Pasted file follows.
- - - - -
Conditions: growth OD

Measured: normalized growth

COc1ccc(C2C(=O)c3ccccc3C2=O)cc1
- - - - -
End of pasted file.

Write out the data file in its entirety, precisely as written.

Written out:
Conditions: growth OD

Measured: normalized growth

COc1ccc(C2C(=O)c3ccccc3C2=O)cc1